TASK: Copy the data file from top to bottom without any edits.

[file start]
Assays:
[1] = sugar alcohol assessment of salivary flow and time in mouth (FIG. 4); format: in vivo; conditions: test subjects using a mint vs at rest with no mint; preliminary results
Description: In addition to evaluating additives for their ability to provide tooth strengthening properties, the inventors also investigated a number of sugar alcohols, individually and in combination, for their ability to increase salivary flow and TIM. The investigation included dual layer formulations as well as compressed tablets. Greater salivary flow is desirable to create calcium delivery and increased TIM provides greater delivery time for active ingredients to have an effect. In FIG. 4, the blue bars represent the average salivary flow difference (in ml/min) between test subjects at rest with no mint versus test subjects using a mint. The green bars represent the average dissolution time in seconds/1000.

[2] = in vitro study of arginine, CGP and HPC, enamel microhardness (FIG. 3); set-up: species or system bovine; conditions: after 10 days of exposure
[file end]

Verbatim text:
Assays:
[1] = sugar alcohol assessment of salivary flow and time in mouth (FIG. 4); format: in vivo; conditions: test subjects using a mint vs at rest with no mint; preliminary results
Description: In addition to evaluating additives for their ability to provide tooth strengthening properties, the inventors also investigated a number of sugar alcohols, individually and in combination, for their ability to increase salivary flow and TIM. The investigation included dual layer formulations as well as compressed tablets. Greater salivary flow is desirable to create calcium delivery and increased TIM provides greater delivery time for active ingredients to have an effect. In FIG. 4, the blue bars represent the average salivary flow difference (in ml/min) between test subjects at rest with no mint versus test subjects using a mint. The green bars represent the average dissolution time in seconds/1000.

[2] = in vitro study of arginine, CGP and HPC, enamel microhardness (FIG. 3); set-up: species or system bovine; conditions: after 10 days of exposure